According to a recent study published in the Journal of Empirical Legal Studies (print), parties who reject a settlement offer and proceed to trial often make a costly mistake. Plaintiffs obtain less money at trial 61 percent of the time. Defendants make the wrong decision 24 percent of the time, but the amount of the error tends to be larger: The amount paid in damages that is in excess of their best settlement offer averages $1,140,000. The study was based on a sample of over 2,000 civil cases tried in California between November 2002 and December 2005. Other studies have shown similar results.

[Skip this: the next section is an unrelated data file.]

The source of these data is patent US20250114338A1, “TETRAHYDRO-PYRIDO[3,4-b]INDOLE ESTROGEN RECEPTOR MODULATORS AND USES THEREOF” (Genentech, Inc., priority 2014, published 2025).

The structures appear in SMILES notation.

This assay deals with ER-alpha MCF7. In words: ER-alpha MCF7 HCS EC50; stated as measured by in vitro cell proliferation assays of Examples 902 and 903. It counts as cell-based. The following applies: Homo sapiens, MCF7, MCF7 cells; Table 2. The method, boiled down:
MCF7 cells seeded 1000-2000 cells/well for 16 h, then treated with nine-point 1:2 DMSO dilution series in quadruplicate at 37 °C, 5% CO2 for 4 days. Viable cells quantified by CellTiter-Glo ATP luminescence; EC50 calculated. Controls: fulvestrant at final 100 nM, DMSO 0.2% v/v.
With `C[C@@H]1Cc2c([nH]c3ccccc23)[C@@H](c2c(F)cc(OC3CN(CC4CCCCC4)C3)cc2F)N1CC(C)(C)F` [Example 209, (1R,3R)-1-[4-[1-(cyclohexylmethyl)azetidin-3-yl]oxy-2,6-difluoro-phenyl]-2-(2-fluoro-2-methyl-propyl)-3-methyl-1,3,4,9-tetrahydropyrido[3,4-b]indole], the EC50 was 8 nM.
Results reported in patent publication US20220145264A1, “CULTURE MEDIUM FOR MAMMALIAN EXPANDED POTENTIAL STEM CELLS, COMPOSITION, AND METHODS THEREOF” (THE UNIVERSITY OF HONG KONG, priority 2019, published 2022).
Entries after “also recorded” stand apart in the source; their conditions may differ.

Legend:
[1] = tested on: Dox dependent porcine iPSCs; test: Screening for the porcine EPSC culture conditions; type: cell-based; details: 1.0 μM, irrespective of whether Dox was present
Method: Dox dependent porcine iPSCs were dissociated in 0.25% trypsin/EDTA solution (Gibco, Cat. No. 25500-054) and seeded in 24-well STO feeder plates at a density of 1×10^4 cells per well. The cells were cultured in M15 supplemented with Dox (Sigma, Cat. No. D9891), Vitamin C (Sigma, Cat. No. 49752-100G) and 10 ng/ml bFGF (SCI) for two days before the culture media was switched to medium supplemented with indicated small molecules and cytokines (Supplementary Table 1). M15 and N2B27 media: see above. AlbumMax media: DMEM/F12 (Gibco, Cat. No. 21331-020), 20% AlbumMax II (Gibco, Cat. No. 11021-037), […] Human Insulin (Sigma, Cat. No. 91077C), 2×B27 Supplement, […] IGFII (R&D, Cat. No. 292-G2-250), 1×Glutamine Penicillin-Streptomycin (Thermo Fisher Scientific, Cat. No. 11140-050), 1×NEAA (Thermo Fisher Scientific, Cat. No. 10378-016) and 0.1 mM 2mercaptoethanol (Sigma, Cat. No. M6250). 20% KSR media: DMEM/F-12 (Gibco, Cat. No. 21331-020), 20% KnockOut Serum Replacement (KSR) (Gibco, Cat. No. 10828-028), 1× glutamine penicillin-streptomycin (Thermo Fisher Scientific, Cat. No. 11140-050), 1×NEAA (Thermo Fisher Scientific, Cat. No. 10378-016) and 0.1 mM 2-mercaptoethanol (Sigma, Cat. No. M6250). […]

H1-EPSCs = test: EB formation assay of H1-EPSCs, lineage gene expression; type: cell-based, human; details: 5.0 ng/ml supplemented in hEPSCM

How can you help your client avoid a costly mistake and make the right decision between settlement and litigation? Conduct a rigorous analysis of your case's monetary value in preparing for settlement negotiations. Consider using a decision tree to aid your analysis. A valuation analysis helps to guide discussions between counsel and clients about the risks of continued litigation and facilitates reasoned decisions regarding settlement.
The study: Randall L. Kiser, Martin A. Asher and Blakeley B. McShane, "Let's Not Make a Deal: An Empirical Study of Decision Making in Unsuccessful Settlement Negotiations," Journal of Empirical Legal Studies, Vol. 5, Issue 3, pp. 551-591 (September 2008).